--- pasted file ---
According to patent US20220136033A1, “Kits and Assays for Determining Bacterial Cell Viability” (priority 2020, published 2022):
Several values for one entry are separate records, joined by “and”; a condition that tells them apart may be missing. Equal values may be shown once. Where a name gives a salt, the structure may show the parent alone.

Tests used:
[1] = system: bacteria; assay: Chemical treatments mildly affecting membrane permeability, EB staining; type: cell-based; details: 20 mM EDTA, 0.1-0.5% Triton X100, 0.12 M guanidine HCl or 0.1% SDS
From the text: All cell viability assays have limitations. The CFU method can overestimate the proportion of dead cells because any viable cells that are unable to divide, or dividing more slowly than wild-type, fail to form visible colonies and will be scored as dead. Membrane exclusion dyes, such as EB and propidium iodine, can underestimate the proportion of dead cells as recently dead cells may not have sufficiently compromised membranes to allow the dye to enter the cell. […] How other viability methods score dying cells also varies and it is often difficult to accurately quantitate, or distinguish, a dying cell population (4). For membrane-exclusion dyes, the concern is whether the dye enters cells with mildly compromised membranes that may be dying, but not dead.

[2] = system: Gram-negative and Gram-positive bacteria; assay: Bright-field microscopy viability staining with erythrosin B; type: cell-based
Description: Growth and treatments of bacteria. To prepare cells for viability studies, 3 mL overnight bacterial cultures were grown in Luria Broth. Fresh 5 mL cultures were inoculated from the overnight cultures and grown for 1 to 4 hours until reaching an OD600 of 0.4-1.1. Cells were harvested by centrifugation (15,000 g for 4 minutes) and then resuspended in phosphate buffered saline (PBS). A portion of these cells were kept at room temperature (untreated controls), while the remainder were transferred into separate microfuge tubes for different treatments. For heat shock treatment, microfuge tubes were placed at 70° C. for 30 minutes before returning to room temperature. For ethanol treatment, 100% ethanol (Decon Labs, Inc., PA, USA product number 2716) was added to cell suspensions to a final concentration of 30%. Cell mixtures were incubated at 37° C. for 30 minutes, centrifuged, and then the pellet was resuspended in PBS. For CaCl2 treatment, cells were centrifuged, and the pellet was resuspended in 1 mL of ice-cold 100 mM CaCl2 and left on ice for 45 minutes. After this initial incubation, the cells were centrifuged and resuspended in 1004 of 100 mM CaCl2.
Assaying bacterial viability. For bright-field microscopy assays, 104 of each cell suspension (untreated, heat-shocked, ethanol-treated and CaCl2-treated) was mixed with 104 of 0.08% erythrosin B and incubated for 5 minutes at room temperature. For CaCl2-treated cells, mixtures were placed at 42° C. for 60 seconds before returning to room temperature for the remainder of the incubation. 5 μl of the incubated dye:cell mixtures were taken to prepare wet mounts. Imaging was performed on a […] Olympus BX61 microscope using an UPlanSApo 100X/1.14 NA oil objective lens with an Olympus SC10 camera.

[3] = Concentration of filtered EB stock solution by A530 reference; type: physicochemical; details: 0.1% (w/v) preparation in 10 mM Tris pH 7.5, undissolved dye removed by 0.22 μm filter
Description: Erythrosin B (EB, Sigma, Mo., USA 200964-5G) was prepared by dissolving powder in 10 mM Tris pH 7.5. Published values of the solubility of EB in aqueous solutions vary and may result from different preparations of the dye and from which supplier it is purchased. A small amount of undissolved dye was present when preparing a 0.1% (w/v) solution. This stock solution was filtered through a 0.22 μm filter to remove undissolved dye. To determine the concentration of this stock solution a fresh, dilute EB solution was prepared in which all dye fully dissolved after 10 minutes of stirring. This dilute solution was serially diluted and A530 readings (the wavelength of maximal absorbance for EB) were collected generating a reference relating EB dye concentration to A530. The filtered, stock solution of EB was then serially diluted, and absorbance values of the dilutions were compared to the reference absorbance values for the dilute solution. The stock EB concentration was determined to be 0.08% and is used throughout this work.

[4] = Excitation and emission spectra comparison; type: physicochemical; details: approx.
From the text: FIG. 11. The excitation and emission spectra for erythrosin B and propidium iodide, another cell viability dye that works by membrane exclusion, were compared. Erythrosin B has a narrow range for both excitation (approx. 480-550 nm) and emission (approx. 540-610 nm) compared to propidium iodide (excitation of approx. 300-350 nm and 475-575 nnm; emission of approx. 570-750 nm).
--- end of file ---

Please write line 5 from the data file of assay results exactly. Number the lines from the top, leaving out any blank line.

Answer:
From the text: All cell viability assays have limitations. The CFU method can overestimate the proportion of dead cells because any viable cells that are unable to divide, or dividing more slowly than wild-type, fail to form visible colonies and will be scored as dead. Membrane exclusion dyes, such as EB and propidium iodine, can underestimate the proportion of dead cells as recently dead cells may not have sufficiently compromised membranes to allow the dye to enter the cell. […] How other viability methods score dying cells also varies and it is often difficult to accurately quantitate, or distinguish, a dying cell population (4). For membrane-exclusion dyes, the concern is whether the dye enters cells with mildly compromised membranes that may be dying, but not dead.